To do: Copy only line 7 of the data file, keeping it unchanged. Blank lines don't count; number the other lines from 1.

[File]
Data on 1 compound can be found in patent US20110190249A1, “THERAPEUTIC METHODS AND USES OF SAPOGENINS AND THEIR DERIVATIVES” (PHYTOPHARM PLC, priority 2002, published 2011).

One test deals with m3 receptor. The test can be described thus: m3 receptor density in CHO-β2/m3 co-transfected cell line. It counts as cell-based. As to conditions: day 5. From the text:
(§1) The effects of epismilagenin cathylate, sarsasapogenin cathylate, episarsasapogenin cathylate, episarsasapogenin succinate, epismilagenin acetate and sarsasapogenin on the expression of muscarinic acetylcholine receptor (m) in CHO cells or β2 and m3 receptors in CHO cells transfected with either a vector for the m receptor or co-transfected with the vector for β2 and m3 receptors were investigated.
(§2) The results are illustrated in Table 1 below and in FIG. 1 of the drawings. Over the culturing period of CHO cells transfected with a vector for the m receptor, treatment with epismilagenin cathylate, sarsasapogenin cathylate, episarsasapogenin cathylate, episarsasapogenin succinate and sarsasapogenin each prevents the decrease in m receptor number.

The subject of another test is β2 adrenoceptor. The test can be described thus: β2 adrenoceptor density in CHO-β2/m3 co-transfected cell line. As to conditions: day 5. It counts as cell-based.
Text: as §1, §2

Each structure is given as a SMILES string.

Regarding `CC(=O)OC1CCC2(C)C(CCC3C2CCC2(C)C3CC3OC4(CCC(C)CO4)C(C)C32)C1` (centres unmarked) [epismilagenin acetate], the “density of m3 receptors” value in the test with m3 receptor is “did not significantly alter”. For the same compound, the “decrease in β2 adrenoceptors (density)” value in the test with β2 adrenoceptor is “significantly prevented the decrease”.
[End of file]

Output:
Each structure is given as a SMILES string.